Guest editing an issue of ‘Essays in Biochemistry’ on the Extracellular Matrix

By Josephine Adams

The extracellular matrix (ECM) has fascinated me ever since I was a student, newly introduced to the concept that interactions between cells build and sustain multi-cellular tissues. Unlike the cells of plants or fungi, animal cells have no cell wall: molecules secreted by animal cells into the extracellular space can bind directly to plasma membrane receptors to influence gene expression and cell behaviour. This means that any dynamic change in the repertoire of ECM proteins secreted will feedback reciprocally to alter the functional state of cells in the surrounding tissue.

A second aspect of ECM proteins that intrigues me is their structure. Many ECM proteins are over 1000 amino acids long (the average length of proteins in different organisms is between 250-400 amino acids), and their polypeptide sequences are often built up of repeated copies of short amino acid motifs or small domains. After secretion, ECM proteins typically assemble in fibrils or networks (Fig.1) that provide structural and mechanical support in tissues, as well as holding cells in place by binding to cellular receptors. These properties pique the curiosity of cell biologists and biochemists: how are ECM molecules prevented from assembling with one another before they are secreted? After secretion, what processes drive the controlled assembly of different types of ECM structures?

Although research from around the world over the last 20-30 years has provided a framework of answers, many steps or details remain unclear. In devising the “Extracellular Matrix” issue of Essays in Biochemistry, I chose to focus on these uncertain areas, to invite articles that would bring together current knowledge and also point out unanswered questions and research directions for the future. It is not possible to include the whole vast field of ECM research in a volume of this type. So I selected several ECM proteins that are absolutely central to the assembly of ECM networks in vertebrate animals.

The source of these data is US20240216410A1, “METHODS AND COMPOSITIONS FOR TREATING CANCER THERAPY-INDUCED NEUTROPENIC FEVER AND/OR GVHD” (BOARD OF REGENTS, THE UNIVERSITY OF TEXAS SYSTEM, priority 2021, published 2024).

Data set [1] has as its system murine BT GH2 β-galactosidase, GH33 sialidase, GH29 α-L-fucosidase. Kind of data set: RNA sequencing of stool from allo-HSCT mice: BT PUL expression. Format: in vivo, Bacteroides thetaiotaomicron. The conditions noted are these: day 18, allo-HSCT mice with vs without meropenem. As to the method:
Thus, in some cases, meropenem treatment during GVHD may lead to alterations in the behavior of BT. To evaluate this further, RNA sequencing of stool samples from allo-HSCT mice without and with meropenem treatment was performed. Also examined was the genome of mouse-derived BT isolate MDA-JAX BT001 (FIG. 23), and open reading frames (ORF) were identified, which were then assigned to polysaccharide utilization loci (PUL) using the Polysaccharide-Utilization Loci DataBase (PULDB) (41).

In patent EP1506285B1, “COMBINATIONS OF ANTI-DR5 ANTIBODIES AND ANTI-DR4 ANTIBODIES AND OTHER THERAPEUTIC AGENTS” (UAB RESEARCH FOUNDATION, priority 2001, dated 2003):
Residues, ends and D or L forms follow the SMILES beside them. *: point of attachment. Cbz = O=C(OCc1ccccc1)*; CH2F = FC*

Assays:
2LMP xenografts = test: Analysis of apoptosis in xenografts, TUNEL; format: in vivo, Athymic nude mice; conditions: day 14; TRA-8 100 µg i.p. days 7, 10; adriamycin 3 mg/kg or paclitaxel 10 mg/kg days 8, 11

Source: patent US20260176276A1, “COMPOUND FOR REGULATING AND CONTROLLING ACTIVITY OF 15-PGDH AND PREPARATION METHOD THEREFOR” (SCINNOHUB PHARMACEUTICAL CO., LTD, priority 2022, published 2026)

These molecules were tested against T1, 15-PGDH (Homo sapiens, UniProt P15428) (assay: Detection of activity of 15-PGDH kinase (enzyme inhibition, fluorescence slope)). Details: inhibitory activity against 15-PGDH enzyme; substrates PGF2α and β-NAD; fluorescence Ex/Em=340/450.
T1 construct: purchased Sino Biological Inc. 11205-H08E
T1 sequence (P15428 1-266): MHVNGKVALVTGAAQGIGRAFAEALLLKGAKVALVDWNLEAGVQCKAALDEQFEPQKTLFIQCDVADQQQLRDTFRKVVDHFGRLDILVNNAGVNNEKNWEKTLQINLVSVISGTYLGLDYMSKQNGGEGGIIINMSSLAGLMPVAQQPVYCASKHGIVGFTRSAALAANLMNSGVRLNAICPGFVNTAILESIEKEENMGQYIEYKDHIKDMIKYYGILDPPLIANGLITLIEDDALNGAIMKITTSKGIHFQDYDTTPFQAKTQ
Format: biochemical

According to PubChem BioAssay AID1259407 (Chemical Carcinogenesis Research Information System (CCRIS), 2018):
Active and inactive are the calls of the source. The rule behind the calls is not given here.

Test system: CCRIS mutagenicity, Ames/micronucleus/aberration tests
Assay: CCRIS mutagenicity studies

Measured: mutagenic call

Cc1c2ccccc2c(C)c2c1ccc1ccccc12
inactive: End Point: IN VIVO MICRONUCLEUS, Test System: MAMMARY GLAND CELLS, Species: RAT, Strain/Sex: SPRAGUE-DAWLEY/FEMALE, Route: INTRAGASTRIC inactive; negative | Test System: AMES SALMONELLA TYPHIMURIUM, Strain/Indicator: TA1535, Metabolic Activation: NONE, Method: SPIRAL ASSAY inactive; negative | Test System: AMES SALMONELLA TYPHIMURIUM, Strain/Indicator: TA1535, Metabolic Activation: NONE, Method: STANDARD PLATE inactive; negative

Fig. 1. Collagen fibrils (shown in green) assembled by human dermal fibroblasts (blue ovals show the nucleus of each cell). Image credit: Silvia Rosini, Adams laboratory.

Readers will find articles on laminin and the collagens that form basement membranes, which are sheet-like ECM structures that provide structural support and form barriers beneath epithelial or endothelial cells (Fig.2).

Also vital for vertebrate animals are the elastic fibrils that give elastic recoil properties to blood vessel walls, skin, lungs and other tissues, so that they maintain shape and function after mechanical stretching. The article by Shin and Yanagisawa discusses the multi-step mechanisms for assembly of elastic fibrils. Fibril-forming collagens are the most abundant proteins in many tissues, yet many aspects of their synthesis, secretion and control of fibril turnover remain enigmatic. This important area is featured in five other articles from world-leading experts that discuss steps in the complex intracellular and extracellular mechanisms for assembly and function of the massive extracellular fibre bundles of collagens (Fig. 2).


Fig. 2. Scanning electron microscopy view of a basement membrane and underlying collagen fibres. The epithelial cell layer has been pushed back to show the ECM structures. Courtesy of R.L. Trelstad, reproduced from Alberts et al., Molecular Biology of the Cell

A second theme within the issue addresses the molecular complexity of ECM. The human genome encodes around 300 different ECM proteins, and proteomic analysis of ECM is enabling researchers to enumerate the diversity of ECM composition in different tissues  (see article by Taha and Naba). I have a strong interest in applying an evolutionary framework to this complexity. By distinguishing which ECM proteins originated earliest in the evolution of animals, we can build models about which represent an ‘ancestral ECM’; this may help make predictions about the most suitable therapeutic targets. This evolutionary perspective is incorporated in the articles that discuss the ECM of modern representatives of some of the earliest animals to evolve: ctenophores and sponges (Draper et al.), and the cnidarians (Özbek and colleagues). Over the next decade, I expect biochemical knowledge of ECM biology to continue to expand, and this will drive better insights into potential drug targets.


About the author:

Josephine Adams is Professor of Cell Biology in the School of Biochemistry, University of Bristol. Her research focuses on signalling from the extracellular matrix to the actin cytoskeleton, with emphasis on thrombospondins and their roles in extracellular matrix organisation and cell-matrix adhesion under normal conditions, cancer progression, or fibrosis. She is also interested in the evolution of extracellular matrix.


Read the full issue of Essays in Biochemistry The Extracellular Matrix here.

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